One-time Malibu “drama mama” enters play for Fringe Festival

In the 20 years Lynn Grant Beck lived in Malibu, she described herself as a “drama mama” engaged in the dramatic arts. Her children were involved in theater at Malibu Middle School and Once Upon a Time Children’s Theater at the now-defunct Malibu Playhouse.

Years ago, in her 20s, Beck ran her own theater company in New York, The Chelsea Players, producing “off-off Broadway” productions. 

“It was one of the most satisfying times in my life,” the playwright said in a phone interview while recovering from COVID-19. 

Hollywood then came calling, and Beck moved to Malibu to begin a screenwriting career. Two years after earning an MFA in creative writing, Beck returned to playwriting and is thrilled her play, “All American,” is premiering at this year’s Hollywood Fringe Festival.

The HFF is an offshoot of the original Fringe Festival in Edinburgh, Scotland. The original festival has spawned some notable talent including Phoebe Waller-Bridge whose production at the festival, “Fleabag,” became a hit television show and who now writes James Bond movies. There are now more than 100 Fringe Festivals around the world, but Hollywood’s is one of the biggest and the biggest theater festival west of the Mississippi. 

“It’s an amazing opportunity for writers, actors, and directors,” Beck said. “There are more talented actors in Los Angeles than any place in the world because they come in from everywhere. We’ve put together a phenomenal cast.”

“All-American” covers weighty topics including school shootings. “They are heartbreaking to me,” the playwright commented. 

“All American” Cast from left to right, Dan Pousson, Carla Betz, Noemi VanSlyke, Theron LaFountain, Cameron Blackmun, Madison Pullman. Contributed photo.

The 2018 Parkland, Florida, school shooting hit home for Beck as she has relatives who had attended the school and her daughter had known some kids who survived the tragedy that left 17 dead. “It made it very personal,” Beck said after talking with her young relatives who had previously attended Marjory Stoneman Douglas High and were traumatized by the senseless horror.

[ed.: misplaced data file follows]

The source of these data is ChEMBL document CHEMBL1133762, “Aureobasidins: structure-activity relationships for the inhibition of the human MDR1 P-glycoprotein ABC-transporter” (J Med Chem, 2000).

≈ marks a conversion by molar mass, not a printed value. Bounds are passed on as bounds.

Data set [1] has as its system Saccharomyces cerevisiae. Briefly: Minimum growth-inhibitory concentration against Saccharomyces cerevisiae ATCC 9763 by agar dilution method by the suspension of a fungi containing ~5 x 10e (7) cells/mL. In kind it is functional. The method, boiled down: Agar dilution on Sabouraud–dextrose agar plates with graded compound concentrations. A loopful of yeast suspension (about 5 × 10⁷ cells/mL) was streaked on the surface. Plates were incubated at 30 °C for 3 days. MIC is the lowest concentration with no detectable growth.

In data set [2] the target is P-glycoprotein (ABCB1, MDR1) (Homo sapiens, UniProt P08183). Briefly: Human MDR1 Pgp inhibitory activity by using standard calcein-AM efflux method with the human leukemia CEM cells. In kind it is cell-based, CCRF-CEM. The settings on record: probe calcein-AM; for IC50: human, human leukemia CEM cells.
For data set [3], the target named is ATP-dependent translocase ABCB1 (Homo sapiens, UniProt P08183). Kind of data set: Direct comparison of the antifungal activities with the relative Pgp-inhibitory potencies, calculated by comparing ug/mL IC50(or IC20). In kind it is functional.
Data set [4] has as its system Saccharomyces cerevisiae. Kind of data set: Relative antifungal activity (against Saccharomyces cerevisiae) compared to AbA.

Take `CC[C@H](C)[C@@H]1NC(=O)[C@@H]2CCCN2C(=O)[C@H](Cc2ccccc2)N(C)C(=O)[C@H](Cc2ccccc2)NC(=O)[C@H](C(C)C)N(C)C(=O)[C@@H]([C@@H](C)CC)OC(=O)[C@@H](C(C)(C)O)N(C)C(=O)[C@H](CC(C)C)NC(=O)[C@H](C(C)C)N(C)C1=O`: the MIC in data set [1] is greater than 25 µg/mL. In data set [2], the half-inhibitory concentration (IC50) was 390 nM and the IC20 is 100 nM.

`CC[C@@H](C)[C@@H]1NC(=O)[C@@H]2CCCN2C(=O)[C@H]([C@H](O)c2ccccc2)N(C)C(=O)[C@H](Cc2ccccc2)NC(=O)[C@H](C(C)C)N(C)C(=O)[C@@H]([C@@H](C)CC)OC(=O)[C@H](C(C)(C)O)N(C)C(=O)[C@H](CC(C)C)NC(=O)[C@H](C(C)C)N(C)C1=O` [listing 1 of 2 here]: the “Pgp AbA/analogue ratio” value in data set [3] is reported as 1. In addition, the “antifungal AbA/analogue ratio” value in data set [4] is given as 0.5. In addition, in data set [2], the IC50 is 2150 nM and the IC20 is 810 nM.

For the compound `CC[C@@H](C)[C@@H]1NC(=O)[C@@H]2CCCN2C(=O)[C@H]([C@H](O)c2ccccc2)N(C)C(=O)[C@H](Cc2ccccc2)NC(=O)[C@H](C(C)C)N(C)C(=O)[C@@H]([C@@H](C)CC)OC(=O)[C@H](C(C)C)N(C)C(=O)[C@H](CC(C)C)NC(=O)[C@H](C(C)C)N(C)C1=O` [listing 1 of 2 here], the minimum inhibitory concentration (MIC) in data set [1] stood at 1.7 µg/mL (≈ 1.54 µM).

Beck is troubled by the rash of school shootings that’s plaguing the country. 

“This isn’t something that was happening when we were kids and it’s a pretty American phenomena,” she said. “It doesn’t mean it hasn’t happened elsewhere, but it doesn’t happen with the frequency it does here.” The writer made it clear she favors gun control, but said, “The story is bigger than that.”

“All American” looks at how “societal issues are giving rise to these school shootings especially with these young men,” according to Beck.

“Most of these kids are horribly depressed,” Beck said. “What can we do as a society to reconnect these young men with their own humanity so they value their own life and the lives of others? Until we do that no amount of gun control is going to prevent these shootings because the guns are already out there. 

“We are a gun crazy country,” Beck asserted. “I don’t think we should allow teenagers or anyone to buy automatic weapons, but a lot of Americans disagree with me.”

Beck struggled with how she would present serious topics without overburdening the play with depressiveness. She solved the problem in a creative way by depicting two separate families who live in the same house, but at different time periods. One family occupies the house in 1971, the other family 50 years later in 2021. “The house acts as a portal,” she said.

Beck describes both time periods as “very chaotic.” 

“The idea is that when the world is in chaos time itself cracks,” she said.

Both families, depicted through clever stage and lighting techniques, are somewhat dysfunctional. 

“Through the course of the play, they connect with each other and help a young man reconnect to his humanity,” Beck explained. “It’s laced with comedy, time travel, magical realism, and hope for the future. I do want people to know it’s an uplifting hope-filled play with a positive ending.”

Tickets to “All American” written by Beck and directed by Michael Strauss are available at hollywoodfringe.org/projects/7477. Wearing of masks is strongly encouraged

Showtimes:

Sunday, June 12, 2 p.m.

Friday, June 17, 9:30 p.m.

Sunday, June 19, 2 p.m.

Saturday, June 25, 6:30 p.m.

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